Doctor, psychiatrist, and mindfulness expert tells: We have the power to train our brains to experience a deeper and more sustainable kind of happiness.
Few experiences can compare to holding a human brain.
It was my first year of medical training. I was 19 years old, and as I stood in the cold, sterile dissection room with a brain in my hands, I wondered how a lifetime of memory, feelings and thoughts could arise from this one and a half kilogram, tofu-like substance. This fascination with the brain, coupled with my desire to help people live happy and meaningful lives, led me to a psychiatry career.
Moving deeper into my career, I discovered that while psychiatry helped save lives, it often left the flourishing part of the equation to other health professionals. I also realised that this was the part of the journey I was most passionate about. I wanted to support people to thrive, not just to survive.
A deeper calling
I knew I wanted to be of service, to help others flourish and make a positive difference in the world. However, I sensed I wasn’t moving in the right direction. I valued the rigour of science and the solid foundation of knowledge my training gave me. But somehow I was feeling unfulfilled and confused. I knew I wasn’t on the right path, but I wasn’t sure how to course correct.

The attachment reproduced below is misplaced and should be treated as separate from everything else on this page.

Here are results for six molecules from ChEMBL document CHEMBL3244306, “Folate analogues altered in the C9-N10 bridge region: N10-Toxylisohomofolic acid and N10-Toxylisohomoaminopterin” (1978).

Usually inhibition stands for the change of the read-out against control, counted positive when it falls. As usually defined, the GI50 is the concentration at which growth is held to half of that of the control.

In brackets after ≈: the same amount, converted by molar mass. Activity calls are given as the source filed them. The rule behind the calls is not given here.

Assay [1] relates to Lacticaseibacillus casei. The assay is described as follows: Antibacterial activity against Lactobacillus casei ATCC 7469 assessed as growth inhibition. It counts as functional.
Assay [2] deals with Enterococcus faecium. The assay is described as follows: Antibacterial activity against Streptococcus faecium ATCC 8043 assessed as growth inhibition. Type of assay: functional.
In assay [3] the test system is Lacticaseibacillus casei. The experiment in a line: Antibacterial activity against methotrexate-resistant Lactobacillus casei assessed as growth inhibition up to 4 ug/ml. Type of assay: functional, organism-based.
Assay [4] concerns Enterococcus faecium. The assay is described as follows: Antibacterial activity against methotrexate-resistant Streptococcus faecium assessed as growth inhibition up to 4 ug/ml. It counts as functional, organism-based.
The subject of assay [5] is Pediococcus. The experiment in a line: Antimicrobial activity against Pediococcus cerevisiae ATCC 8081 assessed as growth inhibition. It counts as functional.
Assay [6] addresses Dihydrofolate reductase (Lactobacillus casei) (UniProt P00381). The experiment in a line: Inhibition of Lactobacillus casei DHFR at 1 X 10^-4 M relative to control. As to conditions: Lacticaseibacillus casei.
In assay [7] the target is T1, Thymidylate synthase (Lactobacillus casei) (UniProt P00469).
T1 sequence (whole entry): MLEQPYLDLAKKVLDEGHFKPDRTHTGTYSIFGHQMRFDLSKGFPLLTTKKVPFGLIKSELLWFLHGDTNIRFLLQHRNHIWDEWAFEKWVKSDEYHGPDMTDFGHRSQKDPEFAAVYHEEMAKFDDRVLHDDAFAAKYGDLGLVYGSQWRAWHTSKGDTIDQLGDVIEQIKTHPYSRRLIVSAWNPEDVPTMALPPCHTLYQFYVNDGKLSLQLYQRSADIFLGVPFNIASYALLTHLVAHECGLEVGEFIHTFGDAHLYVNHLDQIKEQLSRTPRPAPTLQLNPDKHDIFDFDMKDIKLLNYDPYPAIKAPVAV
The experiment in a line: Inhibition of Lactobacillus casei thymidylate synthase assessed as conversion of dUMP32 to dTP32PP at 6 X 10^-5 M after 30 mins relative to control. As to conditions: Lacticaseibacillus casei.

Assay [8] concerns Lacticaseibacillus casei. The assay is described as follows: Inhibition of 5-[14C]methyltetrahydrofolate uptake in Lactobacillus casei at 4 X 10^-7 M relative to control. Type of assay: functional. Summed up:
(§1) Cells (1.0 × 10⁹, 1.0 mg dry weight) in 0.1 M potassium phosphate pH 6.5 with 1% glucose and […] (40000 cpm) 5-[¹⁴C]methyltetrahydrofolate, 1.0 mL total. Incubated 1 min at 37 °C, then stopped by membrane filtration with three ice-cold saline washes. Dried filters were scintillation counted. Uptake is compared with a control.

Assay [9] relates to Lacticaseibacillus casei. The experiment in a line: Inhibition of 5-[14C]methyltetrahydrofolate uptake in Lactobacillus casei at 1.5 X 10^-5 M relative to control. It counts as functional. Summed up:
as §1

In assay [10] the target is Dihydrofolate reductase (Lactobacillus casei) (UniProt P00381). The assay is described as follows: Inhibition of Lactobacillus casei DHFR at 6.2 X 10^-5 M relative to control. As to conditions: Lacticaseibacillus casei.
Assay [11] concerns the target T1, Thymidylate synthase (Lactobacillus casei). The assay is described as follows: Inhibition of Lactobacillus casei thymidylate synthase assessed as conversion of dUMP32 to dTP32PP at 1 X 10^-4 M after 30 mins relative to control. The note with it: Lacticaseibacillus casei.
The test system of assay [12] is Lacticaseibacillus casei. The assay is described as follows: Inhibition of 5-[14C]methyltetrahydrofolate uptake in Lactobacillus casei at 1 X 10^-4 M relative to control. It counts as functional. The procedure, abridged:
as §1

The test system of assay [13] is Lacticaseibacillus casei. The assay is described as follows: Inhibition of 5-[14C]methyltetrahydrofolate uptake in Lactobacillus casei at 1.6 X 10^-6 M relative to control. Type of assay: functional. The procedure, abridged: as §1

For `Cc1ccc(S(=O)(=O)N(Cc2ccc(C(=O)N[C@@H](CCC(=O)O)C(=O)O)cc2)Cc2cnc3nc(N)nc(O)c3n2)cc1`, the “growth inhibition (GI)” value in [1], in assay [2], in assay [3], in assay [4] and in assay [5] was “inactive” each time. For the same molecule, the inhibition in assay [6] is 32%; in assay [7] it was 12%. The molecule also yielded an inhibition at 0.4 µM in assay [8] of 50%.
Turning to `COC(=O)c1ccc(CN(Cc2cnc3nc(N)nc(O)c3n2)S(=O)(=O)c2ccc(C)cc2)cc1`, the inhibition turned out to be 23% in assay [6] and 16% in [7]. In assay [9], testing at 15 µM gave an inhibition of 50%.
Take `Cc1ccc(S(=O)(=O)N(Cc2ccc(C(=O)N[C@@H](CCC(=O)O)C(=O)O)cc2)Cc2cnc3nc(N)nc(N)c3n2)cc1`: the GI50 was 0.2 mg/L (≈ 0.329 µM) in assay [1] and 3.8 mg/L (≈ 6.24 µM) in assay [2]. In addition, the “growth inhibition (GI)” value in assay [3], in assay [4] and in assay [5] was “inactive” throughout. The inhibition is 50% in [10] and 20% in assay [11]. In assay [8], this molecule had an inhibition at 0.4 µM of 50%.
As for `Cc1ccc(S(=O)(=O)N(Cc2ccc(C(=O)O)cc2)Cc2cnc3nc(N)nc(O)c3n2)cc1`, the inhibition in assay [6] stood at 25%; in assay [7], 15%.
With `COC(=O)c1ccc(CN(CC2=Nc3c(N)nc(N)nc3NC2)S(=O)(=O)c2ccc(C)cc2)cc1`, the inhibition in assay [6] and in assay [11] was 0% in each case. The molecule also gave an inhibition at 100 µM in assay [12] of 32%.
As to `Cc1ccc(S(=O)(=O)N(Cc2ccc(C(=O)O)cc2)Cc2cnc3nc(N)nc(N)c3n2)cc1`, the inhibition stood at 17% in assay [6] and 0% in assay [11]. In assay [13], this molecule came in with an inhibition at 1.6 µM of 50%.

It was during my own search for clarity, happiness, and resilience that I discovered mindfulness meditation.
It was the early 2000s, and mindfulness had not yet hit the mainstream medical world. I attended a conference and heard leading neuroscientists Dr Richard Davidson and Dr Michael Merzenich talk about the impact of mindfulness on the brain. They shared knowledge on the new science of neuroplasticity – the brain’s capacity to adapt and change throughout our lifetime in response to our experiences.
I was intrigued. Only a few years earlier, the accepted view in science was that the brain rapidly developed until about our mid-twenties. It was believed at this point brain-cell growth stopped and our capacity to create new neural pathways significantly reduced. It was a depressing picture of our brain’s capacity, peaking early, and then declining into old age. But by the time of the conference, Davidson and a few other leaders in the field of neuroscience were correcting this misconception. A new understanding of the brain was emerging, and it provided much more exciting possibilities.
Davidson shared research which demonstrated that mental training such as meditation actually changed meditators’ brains – both functionally and structurally – in ways that supported greater happiness and well-being. The changes were even seen in relatively short periods of meditation practice: one of Davidson’s studies revealed that just seven hours of compassion meditation over a two-week period resulted in measurable changes in the brain, and also had a positive impact on behaviour, leading to increased altruism.